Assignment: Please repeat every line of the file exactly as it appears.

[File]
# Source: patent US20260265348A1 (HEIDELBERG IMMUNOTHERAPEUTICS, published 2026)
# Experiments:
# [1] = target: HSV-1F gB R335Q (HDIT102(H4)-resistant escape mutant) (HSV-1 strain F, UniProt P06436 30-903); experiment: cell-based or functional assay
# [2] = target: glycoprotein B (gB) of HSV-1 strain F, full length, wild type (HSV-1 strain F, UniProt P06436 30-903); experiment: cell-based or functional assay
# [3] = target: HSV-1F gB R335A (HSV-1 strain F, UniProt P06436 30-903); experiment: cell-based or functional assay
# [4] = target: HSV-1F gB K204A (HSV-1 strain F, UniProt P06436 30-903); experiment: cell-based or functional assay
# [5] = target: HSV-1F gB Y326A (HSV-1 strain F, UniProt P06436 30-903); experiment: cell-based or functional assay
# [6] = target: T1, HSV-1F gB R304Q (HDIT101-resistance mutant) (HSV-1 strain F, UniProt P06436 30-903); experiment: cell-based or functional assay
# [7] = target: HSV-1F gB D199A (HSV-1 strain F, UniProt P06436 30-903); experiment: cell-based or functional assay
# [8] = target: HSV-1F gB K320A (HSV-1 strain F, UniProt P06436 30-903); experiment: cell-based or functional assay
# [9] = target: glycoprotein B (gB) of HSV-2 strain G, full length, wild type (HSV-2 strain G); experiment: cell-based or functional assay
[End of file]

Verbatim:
# Source: patent US20260265348A1 (HEIDELBERG IMMUNOTHERAPEUTICS, published 2026)
# Experiments:
# [1] = target: HSV-1F gB R335Q (HDIT102(H4)-resistant escape mutant) (HSV-1 strain F, UniProt P06436 30-903); experiment: cell-based or functional assay
# [2] = target: glycoprotein B (gB) of HSV-1 strain F, full length, wild type (HSV-1 strain F, UniProt P06436 30-903); experiment: cell-based or functional assay
# [3] = target: HSV-1F gB R335A (HSV-1 strain F, UniProt P06436 30-903); experiment: cell-based or functional assay
# [4] = target: HSV-1F gB K204A (HSV-1 strain F, UniProt P06436 30-903); experiment: cell-based or functional assay
# [5] = target: HSV-1F gB Y326A (HSV-1 strain F, UniProt P06436 30-903); experiment: cell-based or functional assay
# [6] = target: T1, HSV-1F gB R304Q (HDIT101-resistance mutant) (HSV-1 strain F, UniProt P06436 30-903); experiment: cell-based or functional assay
# [7] = target: HSV-1F gB D199A (HSV-1 strain F, UniProt P06436 30-903); experiment: cell-based or functional assay
# [8] = target: HSV-1F gB K320A (HSV-1 strain F, UniProt P06436 30-903); experiment: cell-based or functional assay
# [9] = target: glycoprotein B (gB) of HSV-2 strain G, full length, wild type (HSV-2 strain G); experiment: cell-based or functional assay